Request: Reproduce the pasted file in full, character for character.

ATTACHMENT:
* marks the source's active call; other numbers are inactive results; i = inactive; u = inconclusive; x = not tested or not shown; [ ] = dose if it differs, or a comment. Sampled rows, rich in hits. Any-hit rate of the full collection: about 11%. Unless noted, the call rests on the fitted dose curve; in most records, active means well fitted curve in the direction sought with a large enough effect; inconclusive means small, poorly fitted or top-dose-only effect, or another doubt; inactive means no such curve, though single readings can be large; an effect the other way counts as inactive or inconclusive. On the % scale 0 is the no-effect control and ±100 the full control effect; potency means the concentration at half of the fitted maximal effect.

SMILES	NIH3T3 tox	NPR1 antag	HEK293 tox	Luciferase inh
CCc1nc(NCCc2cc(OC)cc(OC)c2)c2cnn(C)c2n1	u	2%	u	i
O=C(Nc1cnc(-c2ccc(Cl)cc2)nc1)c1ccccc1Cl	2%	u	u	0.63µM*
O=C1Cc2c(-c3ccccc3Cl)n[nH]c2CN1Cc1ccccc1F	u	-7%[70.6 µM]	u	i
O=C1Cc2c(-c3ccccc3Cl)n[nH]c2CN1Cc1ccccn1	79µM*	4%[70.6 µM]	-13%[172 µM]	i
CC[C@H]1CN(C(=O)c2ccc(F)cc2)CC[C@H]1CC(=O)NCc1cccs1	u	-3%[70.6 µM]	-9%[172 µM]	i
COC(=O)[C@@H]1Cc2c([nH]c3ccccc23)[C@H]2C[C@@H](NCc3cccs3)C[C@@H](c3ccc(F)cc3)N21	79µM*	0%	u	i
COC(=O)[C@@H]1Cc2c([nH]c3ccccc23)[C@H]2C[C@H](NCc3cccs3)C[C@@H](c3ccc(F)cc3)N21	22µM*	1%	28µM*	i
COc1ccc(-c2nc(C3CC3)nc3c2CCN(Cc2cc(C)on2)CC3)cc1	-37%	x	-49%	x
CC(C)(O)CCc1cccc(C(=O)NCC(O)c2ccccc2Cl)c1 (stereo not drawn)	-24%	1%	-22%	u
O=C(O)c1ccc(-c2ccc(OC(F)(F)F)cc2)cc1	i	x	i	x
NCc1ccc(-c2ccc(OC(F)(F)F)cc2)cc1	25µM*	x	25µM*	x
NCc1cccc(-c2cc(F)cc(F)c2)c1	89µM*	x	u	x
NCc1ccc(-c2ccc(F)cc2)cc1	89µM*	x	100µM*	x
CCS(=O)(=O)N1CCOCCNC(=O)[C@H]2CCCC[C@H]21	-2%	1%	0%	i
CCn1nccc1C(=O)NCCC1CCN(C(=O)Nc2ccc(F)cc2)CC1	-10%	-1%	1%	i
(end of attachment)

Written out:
* marks the source's active call; other numbers are inactive results; i = inactive; u = inconclusive; x = not tested or not shown; [ ] = dose if it differs, or a comment. Sampled rows, rich in hits. Any-hit rate of the full collection: about 11%. Unless noted, the call rests on the fitted dose curve; in most records, active means well fitted curve in the direction sought with a large enough effect; inconclusive means small, poorly fitted or top-dose-only effect, or another doubt; inactive means no such curve, though single readings can be large; an effect the other way counts as inactive or inconclusive. On the % scale 0 is the no-effect control and ±100 the full control effect; potency means the concentration at half of the fitted maximal effect.

SMILES	NIH3T3 tox	NPR1 antag	HEK293 tox	Luciferase inh
CCc1nc(NCCc2cc(OC)cc(OC)c2)c2cnn(C)c2n1	u	2%	u	i
O=C(Nc1cnc(-c2ccc(Cl)cc2)nc1)c1ccccc1Cl	2%	u	u	0.63µM*
O=C1Cc2c(-c3ccccc3Cl)n[nH]c2CN1Cc1ccccc1F	u	-7%[70.6 µM]	u	i
O=C1Cc2c(-c3ccccc3Cl)n[nH]c2CN1Cc1ccccn1	79µM*	4%[70.6 µM]	-13%[172 µM]	i
CC[C@H]1CN(C(=O)c2ccc(F)cc2)CC[C@H]1CC(=O)NCc1cccs1	u	-3%[70.6 µM]	-9%[172 µM]	i
COC(=O)[C@@H]1Cc2c([nH]c3ccccc23)[C@H]2C[C@@H](NCc3cccs3)C[C@@H](c3ccc(F)cc3)N21	79µM*	0%	u	i
COC(=O)[C@@H]1Cc2c([nH]c3ccccc23)[C@H]2C[C@H](NCc3cccs3)C[C@@H](c3ccc(F)cc3)N21	22µM*	1%	28µM*	i
COc1ccc(-c2nc(C3CC3)nc3c2CCN(Cc2cc(C)on2)CC3)cc1	-37%	x	-49%	x
CC(C)(O)CCc1cccc(C(=O)NCC(O)c2ccccc2Cl)c1 (stereo not drawn)	-24%	1%	-22%	u
O=C(O)c1ccc(-c2ccc(OC(F)(F)F)cc2)cc1	i	x	i	x
NCc1ccc(-c2ccc(OC(F)(F)F)cc2)cc1	25µM*	x	25µM*	x
NCc1cccc(-c2cc(F)cc(F)c2)c1	89µM*	x	u	x
NCc1ccc(-c2ccc(F)cc2)cc1	89µM*	x	100µM*	x
CCS(=O)(=O)N1CCOCCNC(=O)[C@H]2CCCC[C@H]21	-2%	1%	0%	i
CCn1nccc1C(=O)NCCC1CCN(C(=O)Nc2ccc(F)cc2)CC1	-10%	-1%	1%	i